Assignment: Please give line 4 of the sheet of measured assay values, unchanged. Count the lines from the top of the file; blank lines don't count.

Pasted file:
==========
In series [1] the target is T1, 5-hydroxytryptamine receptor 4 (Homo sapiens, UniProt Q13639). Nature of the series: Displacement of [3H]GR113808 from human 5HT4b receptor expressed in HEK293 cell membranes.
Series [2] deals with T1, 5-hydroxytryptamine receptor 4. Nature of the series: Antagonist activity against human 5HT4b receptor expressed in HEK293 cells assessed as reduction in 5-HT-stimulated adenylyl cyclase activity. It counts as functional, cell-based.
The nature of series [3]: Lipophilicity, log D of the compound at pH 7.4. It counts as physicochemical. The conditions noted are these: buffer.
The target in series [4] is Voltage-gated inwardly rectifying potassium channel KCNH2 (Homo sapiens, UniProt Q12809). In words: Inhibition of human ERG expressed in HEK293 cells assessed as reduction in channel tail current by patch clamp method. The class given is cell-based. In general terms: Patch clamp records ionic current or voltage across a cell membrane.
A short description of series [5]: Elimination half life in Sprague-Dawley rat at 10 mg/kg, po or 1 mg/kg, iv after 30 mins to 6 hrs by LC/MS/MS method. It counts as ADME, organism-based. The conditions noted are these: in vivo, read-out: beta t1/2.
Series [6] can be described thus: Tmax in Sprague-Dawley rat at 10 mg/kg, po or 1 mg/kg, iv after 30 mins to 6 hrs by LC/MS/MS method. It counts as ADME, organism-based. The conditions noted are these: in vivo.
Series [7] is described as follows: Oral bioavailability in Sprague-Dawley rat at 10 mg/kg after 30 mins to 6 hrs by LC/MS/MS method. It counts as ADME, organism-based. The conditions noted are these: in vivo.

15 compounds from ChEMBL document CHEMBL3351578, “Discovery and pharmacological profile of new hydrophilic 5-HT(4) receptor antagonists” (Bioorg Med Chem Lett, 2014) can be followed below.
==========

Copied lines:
The target in series [4] is Voltage-gated inwardly rectifying potassium channel KCNH2 (Homo sapiens, UniProt Q12809). In words: Inhibition of human ERG expressed in HEK293 cells assessed as reduction in channel tail current by patch clamp method. The class given is cell-based. In general terms: Patch clamp records ionic current or voltage across a cell membrane.